The Engineering Design Process is evident in this unit during each activity. In activity one, students will define the challenge and complete necessary research. In activity two, students will be brainstorming possible solutions and will determine one solution and create a prototype of it on Google SketchUp. In activity 3, students will order their materials referencing back to their constraint of no more than $30. Students will also redesign at this stage if needed. During activity 4, students will build the actual bench they have designed.

Unit Academic Standard

7th Grade:

RP 2b: Identify the constant of proportionality (unit rate) in tables, graphs, equations, diagrams, and verbal descriptions of proportional relationships.

G1: Solve problems involving scale drawings of geometric figures, including computing actual lengths and areas from a scale drawing and reproducing a scale drawing at a different scale.

G2: Draw (freehand, with ruler and protractor, and with technology) geometric shapes with given conditions.

G6: Solve real-world and mathematical problems involving area, volume and surface area of two- and three-dimensional objects composed of triangles, quadrilaterals, polygons, cubes, and right prisms.

8th Grade:

G1:Verify experimentally the properties of rotations, reflections, and translations:

     a. Lines are taken to lines, and line segments to line segments of the same length.

     b. Angles are taken to angles of the same measure.

     c. Parallel lines are taken to parallel lines

G2. Understand that a two-dimensional figure is congruent to another if the second can be obtained from the first by a sequence of rotations, reflections, and translations; given two congruent figures, describe a sequence that exhibits the congruence between them.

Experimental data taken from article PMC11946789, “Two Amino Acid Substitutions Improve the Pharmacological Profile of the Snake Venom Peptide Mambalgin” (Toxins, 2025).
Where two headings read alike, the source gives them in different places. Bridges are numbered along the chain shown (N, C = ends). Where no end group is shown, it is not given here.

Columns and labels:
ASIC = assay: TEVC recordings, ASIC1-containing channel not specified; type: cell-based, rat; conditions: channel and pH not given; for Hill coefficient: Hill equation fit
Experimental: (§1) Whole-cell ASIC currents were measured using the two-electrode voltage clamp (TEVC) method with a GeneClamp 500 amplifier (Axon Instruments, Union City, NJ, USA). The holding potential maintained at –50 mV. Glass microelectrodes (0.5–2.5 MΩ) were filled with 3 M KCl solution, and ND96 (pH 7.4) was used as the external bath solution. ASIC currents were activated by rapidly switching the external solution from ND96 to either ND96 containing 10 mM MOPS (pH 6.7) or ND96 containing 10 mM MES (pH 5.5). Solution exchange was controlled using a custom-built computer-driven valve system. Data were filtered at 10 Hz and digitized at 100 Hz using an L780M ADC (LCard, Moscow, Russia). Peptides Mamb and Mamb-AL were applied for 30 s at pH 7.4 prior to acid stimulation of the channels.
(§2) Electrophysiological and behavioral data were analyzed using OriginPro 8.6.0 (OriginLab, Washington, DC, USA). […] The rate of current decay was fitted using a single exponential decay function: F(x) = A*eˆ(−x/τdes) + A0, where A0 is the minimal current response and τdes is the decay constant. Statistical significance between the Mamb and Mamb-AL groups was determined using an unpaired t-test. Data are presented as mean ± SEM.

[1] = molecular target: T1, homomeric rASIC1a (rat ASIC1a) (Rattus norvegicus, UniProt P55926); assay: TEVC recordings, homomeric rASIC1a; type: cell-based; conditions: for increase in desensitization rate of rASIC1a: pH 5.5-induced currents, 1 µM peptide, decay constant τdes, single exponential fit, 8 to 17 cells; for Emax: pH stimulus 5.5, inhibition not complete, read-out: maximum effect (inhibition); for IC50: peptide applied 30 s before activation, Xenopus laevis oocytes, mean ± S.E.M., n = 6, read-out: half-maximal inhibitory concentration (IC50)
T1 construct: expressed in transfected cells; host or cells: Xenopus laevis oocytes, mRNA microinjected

G3. Describe the effect of dilations, translations, rotations, and reflections on two-dimensional figures using coordinates.

Where the CBL and EDP appear in the Unit

Activity 1: Identify the Problem, Identify Criteria and Constraints

Activity 2: Brainstorm Possible Solutions, Generate Ideas, Explore Possibilities, Select an Approach, Build Model

Activity 3: Redesign if model does not meet constraints

Activity 4: Build actual design


Students will often use additive reasoning instead of multiplicative. Students will not understand the difference between proportional and non-proportional situations. Students will not confuse fractions, rations and proportions.

How to Make This a Hierarchical Unit

Proportional reasoning should be taught during the Middle School years. However, being able to reason proportionally will help students understand concepts in high school. In high school, students can determine whether a linear relationship is proportional or not. They could also study interest rates. They could explore the effects of doubling the rate of interest earned. They could look at differences in simple and compound interest. They might look at relationships when a diagonal of a square is doubled and what effect that has on the perimeter and area. Students could look at relationships of solid figures when height, length or width is doubled. Students could look at triangles and explore angle sizes with side lengths. Most of these topics could be explored designing a bench at the high school level, simply using different criteria and constraints.